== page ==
|Died||13 June 1833|
The Egyptian Temple in Warsaw
Jakub Kubicki (1758–1833) was a renowned Polish classicist architect and designer.
Born in Warsaw in 1758, into a bourgeois family, Jakub Kubicki graduated from the Jesuit College, at the same time that he was taking lessons from Domenico Merlini. In 1777, he was hired by architect Szymon Bogumił Zug to help in the construction of the Holy Trinity Church in Warsaw.
In 1783, he went to study in Italy as a fellow of King Stanisław August Poniatowski (with his brother), from where he returned in 1786. On his return he worked as an architect and he was the personal architect to the king.
Around 1783, he got married and had three children: Helenę (b. 1784), Józefę (1787-1812), and Izabelę (born 1791).
In 1791, in recognition of his services, he was knighted and received the Winged Column. Since the possession of an estate was a symbol of belonging to the nobility, for many years he had an estate in Wilków. At the time of the Kościuszko Uprising, he was a judge in the Criminal Court of the Duchy of Mazovia.
After the collapse of the Polish Kingdom, he was an official with the position of the Crown Chief at the Intendant Building. Jakub Kubicki also belonged to the Temple of Isis masonic lodge, of which he was an honorary member from 1811 to 1812. He was a member of the Dawn Rising masonic lodge in 1818.
He died on 13 June, 1833, in Wilków.
He was the designer of numerous palaces. As an architect in Warsaw after 1807, he became a mediator between the pure classicism of the 18th century and the Empire style. Kubicki's works are characterized by use of typical design elements such as portico columns. He represented the mature phase of neo-classicism with Palladian influences and he was the designer of the typical Polish manor-palace.
In addition to projects such as palaces in Bejsce, Białaczów, Młochów, Nadzów, Pławowice, Radziejowice, Ropczyce, Sowiniec, Sterdyń he was the designer of many buildings inside and outside Warsaw. He designed churches in Mokobody and Radziejowice, as well as the town hall in Łęczyca and Weapons Factory in Kozienice.
- A palace for Marcin Badeni in Bejsce (1802)
- The palace in Pławowice (1804–1805)
- Reconstruction of the Krzemieniec Lyceum (1805)
- Church of St Klemens in Nadarzyn (1806)
- Warsaw toll houses from 1816 to 1818 at: Mokotów, Grochów, Marymonckie, Wolska, Jerozolimski, Golędzinowski, Powązkowski and Belweder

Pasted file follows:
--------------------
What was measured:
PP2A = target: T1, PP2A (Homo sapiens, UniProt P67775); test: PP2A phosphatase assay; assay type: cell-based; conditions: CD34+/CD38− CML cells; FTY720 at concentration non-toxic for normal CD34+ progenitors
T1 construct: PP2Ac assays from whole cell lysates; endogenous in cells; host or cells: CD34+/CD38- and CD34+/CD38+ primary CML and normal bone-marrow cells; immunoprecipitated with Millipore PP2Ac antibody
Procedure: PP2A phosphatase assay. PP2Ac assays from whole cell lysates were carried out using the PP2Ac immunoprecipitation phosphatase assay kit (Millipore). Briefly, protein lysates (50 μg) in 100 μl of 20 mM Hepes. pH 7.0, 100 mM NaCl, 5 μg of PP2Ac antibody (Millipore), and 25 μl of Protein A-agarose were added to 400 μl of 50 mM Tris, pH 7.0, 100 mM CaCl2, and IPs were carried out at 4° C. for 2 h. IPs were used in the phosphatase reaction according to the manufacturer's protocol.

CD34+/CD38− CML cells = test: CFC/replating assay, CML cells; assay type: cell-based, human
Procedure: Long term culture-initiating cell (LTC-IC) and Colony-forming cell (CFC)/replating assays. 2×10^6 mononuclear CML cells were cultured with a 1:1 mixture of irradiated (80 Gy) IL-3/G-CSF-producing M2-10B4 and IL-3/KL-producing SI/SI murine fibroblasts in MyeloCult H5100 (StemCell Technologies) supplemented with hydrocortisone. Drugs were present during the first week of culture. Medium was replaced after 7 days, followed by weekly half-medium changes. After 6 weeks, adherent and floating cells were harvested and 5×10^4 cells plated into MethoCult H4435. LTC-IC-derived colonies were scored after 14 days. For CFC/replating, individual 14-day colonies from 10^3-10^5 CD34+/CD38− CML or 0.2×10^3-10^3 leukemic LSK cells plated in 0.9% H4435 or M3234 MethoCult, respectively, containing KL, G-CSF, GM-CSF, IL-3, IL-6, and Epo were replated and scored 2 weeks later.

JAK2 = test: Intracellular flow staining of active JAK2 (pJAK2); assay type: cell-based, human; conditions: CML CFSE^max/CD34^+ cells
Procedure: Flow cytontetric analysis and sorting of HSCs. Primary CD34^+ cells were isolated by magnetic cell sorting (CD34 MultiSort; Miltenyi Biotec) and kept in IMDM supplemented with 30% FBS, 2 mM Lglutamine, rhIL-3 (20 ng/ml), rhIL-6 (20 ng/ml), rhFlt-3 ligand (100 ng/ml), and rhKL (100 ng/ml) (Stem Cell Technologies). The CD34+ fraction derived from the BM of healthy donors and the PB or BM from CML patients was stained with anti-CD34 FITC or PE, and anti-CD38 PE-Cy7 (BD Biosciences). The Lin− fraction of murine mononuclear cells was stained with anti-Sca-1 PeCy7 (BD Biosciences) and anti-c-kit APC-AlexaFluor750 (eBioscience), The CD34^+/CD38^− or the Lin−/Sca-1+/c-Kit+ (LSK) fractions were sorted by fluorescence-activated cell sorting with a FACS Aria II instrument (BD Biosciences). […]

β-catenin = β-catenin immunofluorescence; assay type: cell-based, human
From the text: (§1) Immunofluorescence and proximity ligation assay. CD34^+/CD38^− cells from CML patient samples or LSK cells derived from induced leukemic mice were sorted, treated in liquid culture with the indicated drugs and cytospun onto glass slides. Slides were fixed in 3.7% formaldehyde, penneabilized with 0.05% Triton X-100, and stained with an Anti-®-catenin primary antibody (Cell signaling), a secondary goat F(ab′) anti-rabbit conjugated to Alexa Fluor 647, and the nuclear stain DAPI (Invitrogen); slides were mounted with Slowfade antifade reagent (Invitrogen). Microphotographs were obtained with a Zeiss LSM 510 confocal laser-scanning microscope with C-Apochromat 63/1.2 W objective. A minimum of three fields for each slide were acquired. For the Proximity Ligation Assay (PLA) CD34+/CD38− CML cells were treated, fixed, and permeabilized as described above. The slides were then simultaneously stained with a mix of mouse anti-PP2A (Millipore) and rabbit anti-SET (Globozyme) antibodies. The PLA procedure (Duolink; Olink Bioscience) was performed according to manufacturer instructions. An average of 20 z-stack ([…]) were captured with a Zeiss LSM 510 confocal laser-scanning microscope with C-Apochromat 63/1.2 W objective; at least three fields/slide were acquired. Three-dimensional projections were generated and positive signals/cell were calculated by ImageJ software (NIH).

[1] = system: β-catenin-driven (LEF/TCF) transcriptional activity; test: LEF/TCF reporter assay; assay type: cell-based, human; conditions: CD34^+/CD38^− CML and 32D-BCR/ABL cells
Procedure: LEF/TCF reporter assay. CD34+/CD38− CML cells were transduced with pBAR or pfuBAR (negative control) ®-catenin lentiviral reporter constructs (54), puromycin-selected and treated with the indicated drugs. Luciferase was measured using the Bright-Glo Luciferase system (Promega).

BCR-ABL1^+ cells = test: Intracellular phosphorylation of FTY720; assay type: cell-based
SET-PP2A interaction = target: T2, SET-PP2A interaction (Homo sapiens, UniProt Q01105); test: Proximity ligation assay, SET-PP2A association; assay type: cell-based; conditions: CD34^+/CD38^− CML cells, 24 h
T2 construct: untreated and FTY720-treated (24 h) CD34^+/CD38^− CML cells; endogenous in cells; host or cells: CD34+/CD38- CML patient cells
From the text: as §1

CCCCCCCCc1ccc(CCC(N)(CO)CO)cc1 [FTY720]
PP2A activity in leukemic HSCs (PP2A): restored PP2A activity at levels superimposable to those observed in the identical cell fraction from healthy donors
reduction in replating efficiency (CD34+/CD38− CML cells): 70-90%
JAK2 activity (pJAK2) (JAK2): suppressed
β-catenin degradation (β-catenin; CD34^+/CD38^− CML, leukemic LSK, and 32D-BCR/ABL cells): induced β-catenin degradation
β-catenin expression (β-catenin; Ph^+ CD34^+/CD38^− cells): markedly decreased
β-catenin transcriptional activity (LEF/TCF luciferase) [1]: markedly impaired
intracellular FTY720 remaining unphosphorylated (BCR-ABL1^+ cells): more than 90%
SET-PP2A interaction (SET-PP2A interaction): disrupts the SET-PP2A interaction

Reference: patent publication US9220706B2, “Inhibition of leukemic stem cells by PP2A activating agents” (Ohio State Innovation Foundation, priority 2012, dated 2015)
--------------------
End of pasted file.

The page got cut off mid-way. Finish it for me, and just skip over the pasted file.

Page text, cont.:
- Church of the Holy Trinity in Podwale in Warsaw (from 1818)
- Castle Square in Warsaw (1818–1821)
- The Kubicki Arcades at the Royal Castle in Warsaw (1819–21)
- An unrealised design for the Temple of Divine Providence in Warsaw
- The church of St. Jadwiga in Mokobody (a smaller version of his unrealised Temple of Divine Providence design)
- The Egyptian Gate at the castle in Ternopil
- Palace in Białaczów (around 1797)
- Reconstruction of the Radziejowice Castle in palace and park of Radziejowice
- The town hall in Płock (1827)
- The Płock toll houses (1816-1818, 1825): Warsaw, Dobrzynski and Płońsk.
- The palace in Ładyhy
- The palace in Samczyki – designing and decorating the ceiling in a circular living room
- The triumphal arch in Three Crosses Square in Warsaw (1809, 1815)
Buildings in Warsaw's Łazienki Park
- The Belweder Palace (the reconstruction in 1818–22)
- The Temple of Sybill (Świątynia Sybilli) (around 1820)
- The Hall within Belweder (1823–24)
- The Kubicki Stables (Stajnia Kubickiego) (1825-1826)
- The New Guardhouse (Nowa Kordegarda) (1830).
Objects of uncertain design
- The Egyptian Temples (Świątynia Egipska) in Łazienki Park (1819–1822)
- The House of the Invalids (Barracks Cantonists - Koszary Kantonistów) in Łazienki Park (1826–29)
- The palace complex in Farmstead Sielce (Folwark Sielce) - formerly part of the Łazienki Park (about 1820 or earlier)
- Andrzej Wąsowski, Kubicki w Wilkowie, Spotkania z Zabytkami, 11/2002
- Wioletta Brzezińska-Marjanowska Klasycystyczna architektura pałacowa na Wołyniu ok. 1780-1831 r.